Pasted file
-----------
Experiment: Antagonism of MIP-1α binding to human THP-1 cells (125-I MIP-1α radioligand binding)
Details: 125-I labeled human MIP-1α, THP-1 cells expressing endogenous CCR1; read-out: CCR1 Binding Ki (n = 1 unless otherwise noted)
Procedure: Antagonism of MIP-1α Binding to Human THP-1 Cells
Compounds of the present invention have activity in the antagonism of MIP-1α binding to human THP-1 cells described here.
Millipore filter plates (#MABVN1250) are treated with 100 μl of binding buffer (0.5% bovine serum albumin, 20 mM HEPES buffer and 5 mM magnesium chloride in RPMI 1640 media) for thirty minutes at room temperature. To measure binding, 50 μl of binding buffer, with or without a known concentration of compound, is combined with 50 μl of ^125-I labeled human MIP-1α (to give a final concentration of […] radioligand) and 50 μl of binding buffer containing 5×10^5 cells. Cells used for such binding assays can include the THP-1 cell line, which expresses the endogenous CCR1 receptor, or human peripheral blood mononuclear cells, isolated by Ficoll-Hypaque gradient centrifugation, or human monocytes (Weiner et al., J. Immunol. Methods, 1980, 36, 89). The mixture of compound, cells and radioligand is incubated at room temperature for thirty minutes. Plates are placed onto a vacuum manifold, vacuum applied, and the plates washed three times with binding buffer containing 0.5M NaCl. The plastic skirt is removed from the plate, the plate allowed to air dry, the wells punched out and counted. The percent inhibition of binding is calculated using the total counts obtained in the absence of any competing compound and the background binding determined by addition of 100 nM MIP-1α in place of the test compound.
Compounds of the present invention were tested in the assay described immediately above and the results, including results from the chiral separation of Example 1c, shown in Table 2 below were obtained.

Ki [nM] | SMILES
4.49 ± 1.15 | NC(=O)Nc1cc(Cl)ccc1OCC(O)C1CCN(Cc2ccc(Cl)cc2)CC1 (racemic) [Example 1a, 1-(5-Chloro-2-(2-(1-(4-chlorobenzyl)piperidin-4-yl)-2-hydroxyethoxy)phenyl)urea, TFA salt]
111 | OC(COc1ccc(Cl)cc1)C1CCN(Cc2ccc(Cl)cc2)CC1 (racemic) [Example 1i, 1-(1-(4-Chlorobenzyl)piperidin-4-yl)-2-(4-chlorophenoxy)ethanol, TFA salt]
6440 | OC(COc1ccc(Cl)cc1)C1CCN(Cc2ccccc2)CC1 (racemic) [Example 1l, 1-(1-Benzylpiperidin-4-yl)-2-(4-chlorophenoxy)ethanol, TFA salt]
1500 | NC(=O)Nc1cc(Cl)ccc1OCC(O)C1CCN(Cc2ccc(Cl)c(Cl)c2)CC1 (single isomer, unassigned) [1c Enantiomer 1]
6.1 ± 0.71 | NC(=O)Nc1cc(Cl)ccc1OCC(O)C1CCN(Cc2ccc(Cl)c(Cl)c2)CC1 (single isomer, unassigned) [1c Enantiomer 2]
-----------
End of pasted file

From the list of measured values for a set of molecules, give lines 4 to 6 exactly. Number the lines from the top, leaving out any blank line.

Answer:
Compounds of the present invention have activity in the antagonism of MIP-1α binding to human THP-1 cells described here.
Millipore filter plates (#MABVN1250) are treated with 100 μl of binding buffer (0.5% bovine serum albumin, 20 mM HEPES buffer and 5 mM magnesium chloride in RPMI 1640 media) for thirty minutes at room temperature. To measure binding, 50 μl of binding buffer, with or without a known concentration of compound, is combined with 50 μl of ^125-I labeled human MIP-1α (to give a final concentration of […] radioligand) and 50 μl of binding buffer containing 5×10^5 cells. Cells used for such binding assays can include the THP-1 cell line, which expresses the endogenous CCR1 receptor, or human peripheral blood mononuclear cells, isolated by Ficoll-Hypaque gradient centrifugation, or human monocytes (Weiner et al., J. Immunol. Methods, 1980, 36, 89). The mixture of compound, cells and radioligand is incubated at room temperature for thirty minutes. Plates are placed onto a vacuum manifold, vacuum applied, and the plates washed three times with binding buffer containing 0.5M NaCl. The plastic skirt is removed from the plate, the plate allowed to air dry, the wells punched out and counted. The percent inhibition of binding is calculated using the total counts obtained in the absence of any competing compound and the background binding determined by addition of 100 nM MIP-1α in place of the test compound.
Compounds of the present invention were tested in the assay described immediately above and the results, including results from the chiral separation of Example 1c, shown in Table 2 below were obtained.